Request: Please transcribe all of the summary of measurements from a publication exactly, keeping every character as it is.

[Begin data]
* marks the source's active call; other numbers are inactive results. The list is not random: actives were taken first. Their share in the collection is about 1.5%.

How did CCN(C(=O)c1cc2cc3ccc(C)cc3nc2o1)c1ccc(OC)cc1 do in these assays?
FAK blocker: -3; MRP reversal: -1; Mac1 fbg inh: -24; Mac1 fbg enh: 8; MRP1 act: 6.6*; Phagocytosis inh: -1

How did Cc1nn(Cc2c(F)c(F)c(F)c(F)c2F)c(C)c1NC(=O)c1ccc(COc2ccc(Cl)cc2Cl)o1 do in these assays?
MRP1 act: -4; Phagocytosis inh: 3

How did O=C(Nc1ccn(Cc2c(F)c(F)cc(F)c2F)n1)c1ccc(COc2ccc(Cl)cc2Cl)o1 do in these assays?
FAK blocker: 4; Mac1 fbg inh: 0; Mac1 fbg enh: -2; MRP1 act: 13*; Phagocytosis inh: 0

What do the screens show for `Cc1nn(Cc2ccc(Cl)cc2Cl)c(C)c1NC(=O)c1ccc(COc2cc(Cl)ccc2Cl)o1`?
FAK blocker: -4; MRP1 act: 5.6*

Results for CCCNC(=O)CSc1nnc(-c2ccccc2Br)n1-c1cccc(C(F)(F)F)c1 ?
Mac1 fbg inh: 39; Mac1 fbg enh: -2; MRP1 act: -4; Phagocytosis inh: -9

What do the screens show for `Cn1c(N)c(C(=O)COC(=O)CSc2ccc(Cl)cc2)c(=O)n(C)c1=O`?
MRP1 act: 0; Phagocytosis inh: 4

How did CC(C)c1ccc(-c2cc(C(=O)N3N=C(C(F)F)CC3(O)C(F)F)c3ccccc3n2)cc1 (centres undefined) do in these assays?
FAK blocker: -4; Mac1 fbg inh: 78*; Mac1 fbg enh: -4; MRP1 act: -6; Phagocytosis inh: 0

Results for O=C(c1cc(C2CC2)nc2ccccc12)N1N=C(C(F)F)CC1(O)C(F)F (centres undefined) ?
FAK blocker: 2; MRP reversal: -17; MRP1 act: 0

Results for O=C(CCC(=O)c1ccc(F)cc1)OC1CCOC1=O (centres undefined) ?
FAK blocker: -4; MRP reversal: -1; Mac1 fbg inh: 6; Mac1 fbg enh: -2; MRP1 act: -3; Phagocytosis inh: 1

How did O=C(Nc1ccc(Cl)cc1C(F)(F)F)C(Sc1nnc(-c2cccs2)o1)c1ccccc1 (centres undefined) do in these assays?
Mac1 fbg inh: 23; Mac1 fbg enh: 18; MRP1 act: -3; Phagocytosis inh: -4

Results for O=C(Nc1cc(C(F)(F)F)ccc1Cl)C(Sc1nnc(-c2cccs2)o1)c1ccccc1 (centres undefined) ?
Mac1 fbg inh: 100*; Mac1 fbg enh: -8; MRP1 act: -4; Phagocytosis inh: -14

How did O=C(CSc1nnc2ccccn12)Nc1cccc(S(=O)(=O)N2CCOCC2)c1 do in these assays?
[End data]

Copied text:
* marks the source's active call; other numbers are inactive results. The list is not random: actives were taken first. Their share in the collection is about 1.5%.

How did CCN(C(=O)c1cc2cc3ccc(C)cc3nc2o1)c1ccc(OC)cc1 do in these assays?
FAK blocker: -3; MRP reversal: -1; Mac1 fbg inh: -24; Mac1 fbg enh: 8; MRP1 act: 6.6*; Phagocytosis inh: -1

How did Cc1nn(Cc2c(F)c(F)c(F)c(F)c2F)c(C)c1NC(=O)c1ccc(COc2ccc(Cl)cc2Cl)o1 do in these assays?
MRP1 act: -4; Phagocytosis inh: 3

How did O=C(Nc1ccn(Cc2c(F)c(F)cc(F)c2F)n1)c1ccc(COc2ccc(Cl)cc2Cl)o1 do in these assays?
FAK blocker: 4; Mac1 fbg inh: 0; Mac1 fbg enh: -2; MRP1 act: 13*; Phagocytosis inh: 0

What do the screens show for `Cc1nn(Cc2ccc(Cl)cc2Cl)c(C)c1NC(=O)c1ccc(COc2cc(Cl)ccc2Cl)o1`?
FAK blocker: -4; MRP1 act: 5.6*

Results for CCCNC(=O)CSc1nnc(-c2ccccc2Br)n1-c1cccc(C(F)(F)F)c1 ?
Mac1 fbg inh: 39; Mac1 fbg enh: -2; MRP1 act: -4; Phagocytosis inh: -9

What do the screens show for `Cn1c(N)c(C(=O)COC(=O)CSc2ccc(Cl)cc2)c(=O)n(C)c1=O`?
MRP1 act: 0; Phagocytosis inh: 4

How did CC(C)c1ccc(-c2cc(C(=O)N3N=C(C(F)F)CC3(O)C(F)F)c3ccccc3n2)cc1 (centres undefined) do in these assays?
FAK blocker: -4; Mac1 fbg inh: 78*; Mac1 fbg enh: -4; MRP1 act: -6; Phagocytosis inh: 0

Results for O=C(c1cc(C2CC2)nc2ccccc12)N1N=C(C(F)F)CC1(O)C(F)F (centres undefined) ?
FAK blocker: 2; MRP reversal: -17; MRP1 act: 0

Results for O=C(CCC(=O)c1ccc(F)cc1)OC1CCOC1=O (centres undefined) ?
FAK blocker: -4; MRP reversal: -1; Mac1 fbg inh: 6; Mac1 fbg enh: -2; MRP1 act: -3; Phagocytosis inh: 1

How did O=C(Nc1ccc(Cl)cc1C(F)(F)F)C(Sc1nnc(-c2cccs2)o1)c1ccccc1 (centres undefined) do in these assays?
Mac1 fbg inh: 23; Mac1 fbg enh: 18; MRP1 act: -3; Phagocytosis inh: -4

Results for O=C(Nc1cc(C(F)(F)F)ccc1Cl)C(Sc1nnc(-c2cccs2)o1)c1ccccc1 (centres undefined) ?
Mac1 fbg inh: 100*; Mac1 fbg enh: -8; MRP1 act: -4; Phagocytosis inh: -14

How did O=C(CSc1nnc2ccccn12)Nc1cccc(S(=O)(=O)N2CCOCC2)c1 do in these assays?